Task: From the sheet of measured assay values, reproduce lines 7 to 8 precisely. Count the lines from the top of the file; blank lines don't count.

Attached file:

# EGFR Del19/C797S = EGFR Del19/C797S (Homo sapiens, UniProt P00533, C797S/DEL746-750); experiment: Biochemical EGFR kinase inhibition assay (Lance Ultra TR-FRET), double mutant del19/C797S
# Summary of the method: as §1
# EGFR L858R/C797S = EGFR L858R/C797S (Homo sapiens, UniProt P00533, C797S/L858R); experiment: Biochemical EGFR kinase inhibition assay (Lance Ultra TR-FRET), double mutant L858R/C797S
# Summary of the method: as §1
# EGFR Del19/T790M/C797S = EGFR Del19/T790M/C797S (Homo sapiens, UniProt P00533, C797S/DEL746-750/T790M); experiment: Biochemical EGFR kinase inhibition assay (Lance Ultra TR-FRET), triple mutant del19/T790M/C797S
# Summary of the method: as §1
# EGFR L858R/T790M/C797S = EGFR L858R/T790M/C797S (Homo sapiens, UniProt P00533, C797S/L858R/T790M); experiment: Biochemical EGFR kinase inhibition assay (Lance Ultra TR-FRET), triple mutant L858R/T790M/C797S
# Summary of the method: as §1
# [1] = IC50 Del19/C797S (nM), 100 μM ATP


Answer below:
# EGFR L858R/T790M/C797S = EGFR L858R/T790M/C797S (Homo sapiens, UniProt P00533, C797S/L858R/T790M); experiment: Biochemical EGFR kinase inhibition assay (Lance Ultra TR-FRET), triple mutant L858R/T790M/C797S
# Summary of the method: as §1